Read our new report – Reconciliation agreements and asset recovery
Reconciliation agreements are a way for states to recover assets obtained through corruption by entering into deals with persons involved in corruption, whereby money is given to the state in exchange for amnesty from prosecution for the original crime.
For states involved in long and complex prosecutions and inter-state negotiations over the recovery of corruptly acquired wealth, this kind of an agreement can represent a quick and easy solution to asset recovery. They are resource effective in avoiding lengthy and complex law enforcement investigations, they avoid the need for extensive cross-border cooperation with authorities in other jurisdictions, and they sidestep prosecutions across one or more jurisdictions. They can also be concluded relatively quickly, responding to financial or political pressure, in ways that classic asset recovery efforts are not designed to do.
In doing so though, they also present numerous challenges. Not least of these are questions of justice. They risk that persons committing corruption do not pay the price for their actions, and that there is the perception that corrupt actors are evading justice. They also risk undermining broader restitution processes. Reconciliation agreements also risk not acting as a sufficient deterrent to corruption, through imposing ‘penalties’ that are not commensurate with the gravity of the original crime. Due to their nature of often sitting outside of formal legal structures, they also risk questions over the independence and impartiality of committees tasked with agreeing to and setting the amounts for reconciliation, as well as having the potential to be opaque in their decision making and to lack the links for investigative bodies that would enable them to determine whether amounts returned are commensurate with monies stolen. They further risk undermining legal processes taking place abroad, by ending domestic investigations.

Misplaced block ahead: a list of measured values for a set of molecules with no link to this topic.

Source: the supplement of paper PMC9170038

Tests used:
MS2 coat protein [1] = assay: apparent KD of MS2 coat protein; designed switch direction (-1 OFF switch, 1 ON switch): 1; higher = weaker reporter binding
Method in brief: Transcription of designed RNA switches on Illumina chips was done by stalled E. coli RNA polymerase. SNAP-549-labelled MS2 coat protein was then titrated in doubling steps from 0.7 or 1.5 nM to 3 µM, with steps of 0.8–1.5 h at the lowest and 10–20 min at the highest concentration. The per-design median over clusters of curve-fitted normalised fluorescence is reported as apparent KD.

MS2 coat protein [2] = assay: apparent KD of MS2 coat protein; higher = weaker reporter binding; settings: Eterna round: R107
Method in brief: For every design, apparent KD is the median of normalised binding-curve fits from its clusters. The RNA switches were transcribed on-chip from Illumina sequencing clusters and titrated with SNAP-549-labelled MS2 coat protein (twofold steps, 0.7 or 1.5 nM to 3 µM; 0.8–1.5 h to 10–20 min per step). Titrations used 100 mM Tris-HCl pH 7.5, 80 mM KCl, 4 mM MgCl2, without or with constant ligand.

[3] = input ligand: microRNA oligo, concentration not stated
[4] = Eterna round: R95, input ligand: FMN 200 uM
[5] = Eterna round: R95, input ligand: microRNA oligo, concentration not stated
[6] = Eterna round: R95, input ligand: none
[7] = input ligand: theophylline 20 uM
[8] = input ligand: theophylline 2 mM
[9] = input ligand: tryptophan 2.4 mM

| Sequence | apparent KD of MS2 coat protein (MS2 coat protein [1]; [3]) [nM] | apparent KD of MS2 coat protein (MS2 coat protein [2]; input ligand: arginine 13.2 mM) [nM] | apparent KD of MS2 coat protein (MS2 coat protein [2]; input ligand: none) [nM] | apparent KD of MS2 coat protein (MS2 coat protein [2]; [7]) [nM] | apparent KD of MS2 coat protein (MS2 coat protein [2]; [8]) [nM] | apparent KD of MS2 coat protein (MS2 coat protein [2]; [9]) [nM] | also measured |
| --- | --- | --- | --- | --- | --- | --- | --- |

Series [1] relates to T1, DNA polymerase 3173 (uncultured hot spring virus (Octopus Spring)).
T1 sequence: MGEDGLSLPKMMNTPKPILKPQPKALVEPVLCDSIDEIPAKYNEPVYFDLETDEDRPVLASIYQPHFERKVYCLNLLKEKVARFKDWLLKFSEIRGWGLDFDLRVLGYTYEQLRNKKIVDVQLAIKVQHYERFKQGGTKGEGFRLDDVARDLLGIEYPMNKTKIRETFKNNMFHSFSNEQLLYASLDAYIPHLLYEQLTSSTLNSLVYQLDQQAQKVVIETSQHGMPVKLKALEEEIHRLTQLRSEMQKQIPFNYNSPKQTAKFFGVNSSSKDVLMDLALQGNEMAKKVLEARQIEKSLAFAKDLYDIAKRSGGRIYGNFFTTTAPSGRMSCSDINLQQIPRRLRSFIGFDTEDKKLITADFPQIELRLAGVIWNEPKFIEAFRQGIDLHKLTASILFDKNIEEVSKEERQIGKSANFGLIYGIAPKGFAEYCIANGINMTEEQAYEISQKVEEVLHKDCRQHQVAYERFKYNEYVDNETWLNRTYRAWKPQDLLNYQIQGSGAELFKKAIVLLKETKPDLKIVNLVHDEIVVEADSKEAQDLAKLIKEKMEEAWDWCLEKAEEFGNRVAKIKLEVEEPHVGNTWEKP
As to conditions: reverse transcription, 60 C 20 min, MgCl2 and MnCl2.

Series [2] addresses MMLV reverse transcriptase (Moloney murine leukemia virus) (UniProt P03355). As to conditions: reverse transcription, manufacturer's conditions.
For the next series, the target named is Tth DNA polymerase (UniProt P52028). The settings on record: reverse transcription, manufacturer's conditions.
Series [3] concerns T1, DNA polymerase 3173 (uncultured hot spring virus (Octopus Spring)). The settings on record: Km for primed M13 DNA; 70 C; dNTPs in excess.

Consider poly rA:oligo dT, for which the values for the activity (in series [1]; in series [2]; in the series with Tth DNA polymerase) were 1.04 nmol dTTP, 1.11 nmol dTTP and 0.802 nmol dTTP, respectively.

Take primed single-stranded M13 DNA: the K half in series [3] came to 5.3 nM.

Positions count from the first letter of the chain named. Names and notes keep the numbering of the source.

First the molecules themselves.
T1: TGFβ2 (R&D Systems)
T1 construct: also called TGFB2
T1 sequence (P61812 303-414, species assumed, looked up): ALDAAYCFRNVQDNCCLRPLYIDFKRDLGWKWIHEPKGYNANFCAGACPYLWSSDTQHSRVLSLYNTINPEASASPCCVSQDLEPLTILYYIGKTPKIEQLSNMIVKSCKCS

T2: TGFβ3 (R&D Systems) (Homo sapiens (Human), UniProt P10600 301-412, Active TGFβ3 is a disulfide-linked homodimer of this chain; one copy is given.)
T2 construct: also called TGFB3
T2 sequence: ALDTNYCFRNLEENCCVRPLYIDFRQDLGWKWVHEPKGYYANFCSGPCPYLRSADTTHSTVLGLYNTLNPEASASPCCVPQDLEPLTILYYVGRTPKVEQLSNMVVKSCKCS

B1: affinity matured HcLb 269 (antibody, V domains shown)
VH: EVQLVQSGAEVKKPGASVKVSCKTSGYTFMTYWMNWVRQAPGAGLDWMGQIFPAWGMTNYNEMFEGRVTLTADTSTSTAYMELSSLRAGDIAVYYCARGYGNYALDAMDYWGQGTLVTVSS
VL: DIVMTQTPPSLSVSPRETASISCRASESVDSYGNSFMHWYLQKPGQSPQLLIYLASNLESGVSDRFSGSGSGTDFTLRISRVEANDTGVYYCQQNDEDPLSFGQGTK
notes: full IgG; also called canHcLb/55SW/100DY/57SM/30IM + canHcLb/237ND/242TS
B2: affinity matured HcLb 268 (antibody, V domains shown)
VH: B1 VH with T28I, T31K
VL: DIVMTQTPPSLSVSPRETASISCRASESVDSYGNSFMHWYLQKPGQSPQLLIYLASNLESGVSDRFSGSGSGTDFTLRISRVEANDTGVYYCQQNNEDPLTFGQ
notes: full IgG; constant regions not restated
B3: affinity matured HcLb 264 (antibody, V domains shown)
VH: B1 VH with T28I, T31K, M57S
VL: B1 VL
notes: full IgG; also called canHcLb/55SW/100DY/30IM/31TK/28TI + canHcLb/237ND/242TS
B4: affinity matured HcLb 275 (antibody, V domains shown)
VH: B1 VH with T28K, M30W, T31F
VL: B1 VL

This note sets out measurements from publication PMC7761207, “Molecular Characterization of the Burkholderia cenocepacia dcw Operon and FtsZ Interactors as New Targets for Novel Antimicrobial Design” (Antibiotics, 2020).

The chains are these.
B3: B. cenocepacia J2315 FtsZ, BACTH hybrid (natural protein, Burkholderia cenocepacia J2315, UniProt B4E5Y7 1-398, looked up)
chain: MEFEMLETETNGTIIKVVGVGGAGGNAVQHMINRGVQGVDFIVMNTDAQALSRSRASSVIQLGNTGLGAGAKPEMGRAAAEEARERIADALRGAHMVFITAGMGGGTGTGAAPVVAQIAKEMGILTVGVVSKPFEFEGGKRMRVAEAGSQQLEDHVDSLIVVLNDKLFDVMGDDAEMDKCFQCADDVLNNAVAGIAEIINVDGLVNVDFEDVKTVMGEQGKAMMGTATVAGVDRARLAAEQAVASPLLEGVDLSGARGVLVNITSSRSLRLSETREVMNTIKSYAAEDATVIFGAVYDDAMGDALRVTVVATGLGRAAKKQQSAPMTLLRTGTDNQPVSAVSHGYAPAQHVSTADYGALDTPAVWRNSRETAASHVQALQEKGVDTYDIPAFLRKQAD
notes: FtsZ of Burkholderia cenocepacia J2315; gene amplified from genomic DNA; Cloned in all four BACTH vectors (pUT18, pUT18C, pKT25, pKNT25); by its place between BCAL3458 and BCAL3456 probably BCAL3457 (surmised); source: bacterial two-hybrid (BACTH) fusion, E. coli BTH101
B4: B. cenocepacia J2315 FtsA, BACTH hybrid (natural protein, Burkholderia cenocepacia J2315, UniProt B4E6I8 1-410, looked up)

With these factors in mind, should a jurisdiction decide to introduce a reconciliation agreement framework, several factors should be taken into account:
- Transparency and accountability standards commensurate with international best practice should be included. These should enable the public and interested parties to clearly understand how decisions are reached and why, and to trace the disposition of reconciled funds.
- Oversight of authorities responsible for reconciliation should be included in any framework. Oversight bodies should be able to review and overturn decisions. The existence of both reconciliation and reconciliation oversight authorities should not preclude the possibility of judicial oversight over these authorities.
- A clear principle in coming to decisions on who to reconcile with and amounts should be individual and societal corruption deterrence.
- Reconciliation agreements should include obligations to cooperate with law enforcement to expose broader networks and actors involved in the corrupt acts for which immunity is being provided, in order to allow for potential prosecution of other actors.
- Victims and organisations representing victims should be able to engage with reconciliation authorities to express their opinion on reconciliation, on amounts agreed upon, and on disposition of returned funds. These opinions should be heard and reflected on by authorities.
Read more in our latest report: Reconciliation agreements and asset recovery